But I think they meant theirs to be lunisolar too. Although Enoch does not mention intercalary months, it does acknowledge how the lunar cycle falls behind the solar cycle. So, it seems to infer that ‘leap’ months might need to be added. The issue for them was not, “does the Greek lunisolar system work?” , but* “how can we rediscover the ancient Hebrew lunisolar system.”* Whether they got it right of course, is another story.


#7

Correction. It was solar like you say, but what I meant to say was that they still expected intercalations in order to sync with the 365.24 tropical year. Their problem, however, was how to add days in multiples of seven. It had to conform to a Sabbatical pattern.

One authority on the D.S. scrolls, Jean Carmignac, believed 7 extra days were added every Shemitah year.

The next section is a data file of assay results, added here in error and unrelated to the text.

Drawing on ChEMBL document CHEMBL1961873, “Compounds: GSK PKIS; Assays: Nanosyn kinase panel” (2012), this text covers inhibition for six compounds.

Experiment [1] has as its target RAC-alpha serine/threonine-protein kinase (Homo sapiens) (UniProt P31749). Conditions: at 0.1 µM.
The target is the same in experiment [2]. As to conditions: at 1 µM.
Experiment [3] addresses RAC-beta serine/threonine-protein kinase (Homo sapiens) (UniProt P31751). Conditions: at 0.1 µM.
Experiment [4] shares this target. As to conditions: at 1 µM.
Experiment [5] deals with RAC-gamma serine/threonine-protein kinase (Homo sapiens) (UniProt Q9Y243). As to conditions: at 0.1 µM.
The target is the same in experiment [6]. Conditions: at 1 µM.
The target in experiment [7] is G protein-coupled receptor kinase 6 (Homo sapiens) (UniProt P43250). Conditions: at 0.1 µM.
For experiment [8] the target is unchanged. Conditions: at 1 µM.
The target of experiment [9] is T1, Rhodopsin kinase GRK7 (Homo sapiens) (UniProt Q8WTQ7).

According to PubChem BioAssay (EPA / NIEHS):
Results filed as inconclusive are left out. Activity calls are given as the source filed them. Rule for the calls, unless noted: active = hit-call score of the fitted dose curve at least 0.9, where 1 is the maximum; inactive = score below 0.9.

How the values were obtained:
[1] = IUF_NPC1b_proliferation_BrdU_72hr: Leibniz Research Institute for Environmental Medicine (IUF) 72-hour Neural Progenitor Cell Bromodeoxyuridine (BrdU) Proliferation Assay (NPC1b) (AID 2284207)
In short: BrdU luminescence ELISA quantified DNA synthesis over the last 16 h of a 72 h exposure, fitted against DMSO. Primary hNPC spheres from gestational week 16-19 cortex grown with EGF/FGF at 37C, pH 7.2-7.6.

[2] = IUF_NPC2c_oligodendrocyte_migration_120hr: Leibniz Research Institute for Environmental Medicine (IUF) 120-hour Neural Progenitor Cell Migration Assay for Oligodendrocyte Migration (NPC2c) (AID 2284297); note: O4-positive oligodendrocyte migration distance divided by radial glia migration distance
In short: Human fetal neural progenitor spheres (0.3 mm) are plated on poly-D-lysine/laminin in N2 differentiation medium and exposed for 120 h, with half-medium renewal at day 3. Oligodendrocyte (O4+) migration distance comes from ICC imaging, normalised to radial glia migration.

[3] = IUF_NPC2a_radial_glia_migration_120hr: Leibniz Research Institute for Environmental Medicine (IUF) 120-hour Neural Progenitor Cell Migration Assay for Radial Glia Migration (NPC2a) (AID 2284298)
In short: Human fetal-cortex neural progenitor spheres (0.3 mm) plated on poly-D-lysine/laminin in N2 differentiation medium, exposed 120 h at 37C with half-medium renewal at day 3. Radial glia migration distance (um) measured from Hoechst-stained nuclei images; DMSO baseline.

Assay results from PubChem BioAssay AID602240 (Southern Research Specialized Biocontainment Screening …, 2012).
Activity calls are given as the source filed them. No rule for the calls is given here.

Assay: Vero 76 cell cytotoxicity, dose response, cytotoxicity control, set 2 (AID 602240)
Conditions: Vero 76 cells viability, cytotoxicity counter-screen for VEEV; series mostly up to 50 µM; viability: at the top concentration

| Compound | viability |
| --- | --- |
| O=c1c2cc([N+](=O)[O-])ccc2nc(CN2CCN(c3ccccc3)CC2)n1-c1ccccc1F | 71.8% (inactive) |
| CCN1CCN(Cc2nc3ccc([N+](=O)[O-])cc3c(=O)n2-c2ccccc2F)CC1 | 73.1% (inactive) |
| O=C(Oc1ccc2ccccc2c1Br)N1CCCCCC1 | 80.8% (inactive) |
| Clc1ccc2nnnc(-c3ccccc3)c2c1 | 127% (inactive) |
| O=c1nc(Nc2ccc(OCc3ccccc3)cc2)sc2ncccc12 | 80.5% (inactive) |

#8

If it is John the Baptist’s time you are concerned with, Josephus is the authority. Astrology was elevated to an art form by the High Priesthood and they were experts at it. And Josephus was a Second Temple priest with first-hand knowledge. If anything in your theory is contradicted in Josephus, I would default to Josephus.

The day would begin when certain stars were able to be identified, not a part of the moon. Special priests were assigned this duty. It was a big deal- it was thought that the stars were windows into the divine world.

It was essential that the month began on a new moon, or as close to it as possible. That meant that the full moon occurred at mid-month.